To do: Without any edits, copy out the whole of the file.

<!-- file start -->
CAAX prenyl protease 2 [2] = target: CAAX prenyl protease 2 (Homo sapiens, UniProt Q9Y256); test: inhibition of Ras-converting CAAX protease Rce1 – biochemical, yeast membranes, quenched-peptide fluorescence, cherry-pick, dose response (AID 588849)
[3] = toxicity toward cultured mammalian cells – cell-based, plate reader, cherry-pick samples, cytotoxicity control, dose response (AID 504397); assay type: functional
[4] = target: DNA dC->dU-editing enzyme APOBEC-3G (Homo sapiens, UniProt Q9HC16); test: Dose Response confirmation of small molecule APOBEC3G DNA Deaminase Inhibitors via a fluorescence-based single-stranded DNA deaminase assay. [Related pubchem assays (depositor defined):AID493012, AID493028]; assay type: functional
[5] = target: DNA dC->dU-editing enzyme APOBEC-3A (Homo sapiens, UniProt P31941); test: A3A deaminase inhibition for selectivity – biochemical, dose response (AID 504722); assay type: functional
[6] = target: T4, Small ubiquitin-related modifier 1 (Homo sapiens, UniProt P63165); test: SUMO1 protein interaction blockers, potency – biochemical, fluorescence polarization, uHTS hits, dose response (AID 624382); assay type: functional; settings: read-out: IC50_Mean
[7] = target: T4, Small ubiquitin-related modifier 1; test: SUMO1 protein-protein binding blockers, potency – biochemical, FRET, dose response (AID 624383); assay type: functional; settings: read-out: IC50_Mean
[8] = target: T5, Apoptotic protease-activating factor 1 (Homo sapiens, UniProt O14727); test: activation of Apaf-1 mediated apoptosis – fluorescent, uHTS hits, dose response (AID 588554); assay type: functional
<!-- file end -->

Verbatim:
CAAX prenyl protease 2 [2] = target: CAAX prenyl protease 2 (Homo sapiens, UniProt Q9Y256); test: inhibition of Ras-converting CAAX protease Rce1 – biochemical, yeast membranes, quenched-peptide fluorescence, cherry-pick, dose response (AID 588849)
[3] = toxicity toward cultured mammalian cells – cell-based, plate reader, cherry-pick samples, cytotoxicity control, dose response (AID 504397); assay type: functional
[4] = target: DNA dC->dU-editing enzyme APOBEC-3G (Homo sapiens, UniProt Q9HC16); test: Dose Response confirmation of small molecule APOBEC3G DNA Deaminase Inhibitors via a fluorescence-based single-stranded DNA deaminase assay. [Related pubchem assays (depositor defined):AID493012, AID493028]; assay type: functional
[5] = target: DNA dC->dU-editing enzyme APOBEC-3A (Homo sapiens, UniProt P31941); test: A3A deaminase inhibition for selectivity – biochemical, dose response (AID 504722); assay type: functional
[6] = target: T4, Small ubiquitin-related modifier 1 (Homo sapiens, UniProt P63165); test: SUMO1 protein interaction blockers, potency – biochemical, fluorescence polarization, uHTS hits, dose response (AID 624382); assay type: functional; settings: read-out: IC50_Mean
[7] = target: T4, Small ubiquitin-related modifier 1; test: SUMO1 protein-protein binding blockers, potency – biochemical, FRET, dose response (AID 624383); assay type: functional; settings: read-out: IC50_Mean
[8] = target: T5, Apoptotic protease-activating factor 1 (Homo sapiens, UniProt O14727); test: activation of Apaf-1 mediated apoptosis – fluorescent, uHTS hits, dose response (AID 588554); assay type: functional